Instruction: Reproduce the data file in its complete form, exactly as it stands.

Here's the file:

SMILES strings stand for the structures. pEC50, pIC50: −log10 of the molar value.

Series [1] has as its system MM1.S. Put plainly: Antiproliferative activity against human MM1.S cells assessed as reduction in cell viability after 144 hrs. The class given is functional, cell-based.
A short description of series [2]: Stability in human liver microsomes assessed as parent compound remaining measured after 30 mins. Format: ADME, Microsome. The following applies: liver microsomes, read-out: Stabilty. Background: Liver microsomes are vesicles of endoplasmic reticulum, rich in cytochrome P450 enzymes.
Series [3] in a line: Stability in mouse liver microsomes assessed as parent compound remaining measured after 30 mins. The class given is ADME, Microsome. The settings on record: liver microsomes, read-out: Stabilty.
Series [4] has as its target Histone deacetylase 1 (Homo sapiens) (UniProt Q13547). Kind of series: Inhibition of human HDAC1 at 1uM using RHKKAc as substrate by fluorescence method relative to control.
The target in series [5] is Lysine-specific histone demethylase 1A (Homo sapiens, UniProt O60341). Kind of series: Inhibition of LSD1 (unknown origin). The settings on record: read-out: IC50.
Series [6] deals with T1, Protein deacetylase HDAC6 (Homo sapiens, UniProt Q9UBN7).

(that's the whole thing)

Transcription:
SMILES strings stand for the structures. pEC50, pIC50: −log10 of the molar value.

Series [1] has as its system MM1.S. Put plainly: Antiproliferative activity against human MM1.S cells assessed as reduction in cell viability after 144 hrs. The class given is functional, cell-based.
A short description of series [2]: Stability in human liver microsomes assessed as parent compound remaining measured after 30 mins. Format: ADME, Microsome. The following applies: liver microsomes, read-out: Stabilty. Background: Liver microsomes are vesicles of endoplasmic reticulum, rich in cytochrome P450 enzymes.
Series [3] in a line: Stability in mouse liver microsomes assessed as parent compound remaining measured after 30 mins. The class given is ADME, Microsome. The settings on record: liver microsomes, read-out: Stabilty.
Series [4] has as its target Histone deacetylase 1 (Homo sapiens) (UniProt Q13547). Kind of series: Inhibition of human HDAC1 at 1uM using RHKKAc as substrate by fluorescence method relative to control.
The target in series [5] is Lysine-specific histone demethylase 1A (Homo sapiens, UniProt O60341). Kind of series: Inhibition of LSD1 (unknown origin). The settings on record: read-out: IC50.
Series [6] deals with T1, Protein deacetylase HDAC6 (Homo sapiens, UniProt Q9UBN7).